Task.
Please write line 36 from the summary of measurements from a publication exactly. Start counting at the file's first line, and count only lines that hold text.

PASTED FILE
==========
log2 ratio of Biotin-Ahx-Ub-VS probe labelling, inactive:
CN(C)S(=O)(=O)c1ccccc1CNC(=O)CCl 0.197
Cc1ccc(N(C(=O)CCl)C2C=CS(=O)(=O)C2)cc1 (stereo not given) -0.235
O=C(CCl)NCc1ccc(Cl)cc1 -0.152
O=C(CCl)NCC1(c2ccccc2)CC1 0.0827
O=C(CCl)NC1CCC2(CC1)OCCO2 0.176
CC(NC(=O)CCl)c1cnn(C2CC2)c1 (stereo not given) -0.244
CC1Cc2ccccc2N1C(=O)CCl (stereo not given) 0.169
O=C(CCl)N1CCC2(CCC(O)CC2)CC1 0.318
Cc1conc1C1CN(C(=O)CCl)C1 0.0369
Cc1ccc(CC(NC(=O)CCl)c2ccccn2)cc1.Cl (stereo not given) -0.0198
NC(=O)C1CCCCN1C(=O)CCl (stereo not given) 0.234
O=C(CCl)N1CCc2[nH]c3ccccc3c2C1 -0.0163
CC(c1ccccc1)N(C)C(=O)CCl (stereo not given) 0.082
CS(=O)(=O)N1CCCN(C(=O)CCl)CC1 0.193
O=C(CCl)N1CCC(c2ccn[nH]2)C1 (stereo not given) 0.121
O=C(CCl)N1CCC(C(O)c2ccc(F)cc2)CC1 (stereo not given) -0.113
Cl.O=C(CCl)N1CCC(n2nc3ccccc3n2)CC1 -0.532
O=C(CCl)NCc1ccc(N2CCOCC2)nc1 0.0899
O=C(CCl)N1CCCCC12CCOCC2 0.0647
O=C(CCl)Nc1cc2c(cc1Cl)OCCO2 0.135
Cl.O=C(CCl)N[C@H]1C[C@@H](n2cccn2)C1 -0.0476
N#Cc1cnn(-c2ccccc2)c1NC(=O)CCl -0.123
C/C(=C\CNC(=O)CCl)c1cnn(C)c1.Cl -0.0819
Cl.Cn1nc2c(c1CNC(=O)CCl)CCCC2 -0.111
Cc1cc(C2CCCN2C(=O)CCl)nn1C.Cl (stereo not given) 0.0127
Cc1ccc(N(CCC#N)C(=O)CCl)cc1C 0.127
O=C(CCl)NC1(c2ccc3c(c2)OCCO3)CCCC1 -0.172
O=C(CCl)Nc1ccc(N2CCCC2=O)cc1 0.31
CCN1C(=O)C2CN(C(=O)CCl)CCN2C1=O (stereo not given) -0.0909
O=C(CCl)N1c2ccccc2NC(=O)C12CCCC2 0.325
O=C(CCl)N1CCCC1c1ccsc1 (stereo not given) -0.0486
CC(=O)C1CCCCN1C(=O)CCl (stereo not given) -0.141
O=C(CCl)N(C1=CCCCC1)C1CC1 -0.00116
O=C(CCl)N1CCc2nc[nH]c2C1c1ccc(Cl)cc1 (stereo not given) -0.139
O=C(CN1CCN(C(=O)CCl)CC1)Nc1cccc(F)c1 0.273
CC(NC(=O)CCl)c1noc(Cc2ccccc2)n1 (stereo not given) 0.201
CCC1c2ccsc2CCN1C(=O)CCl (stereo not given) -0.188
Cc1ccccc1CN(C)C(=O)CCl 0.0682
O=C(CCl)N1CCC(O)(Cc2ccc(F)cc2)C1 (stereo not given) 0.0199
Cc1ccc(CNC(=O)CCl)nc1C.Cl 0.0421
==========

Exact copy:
O=C(CN1CCN(C(=O)CCl)CC1)Nc1cccc(F)c1 0.273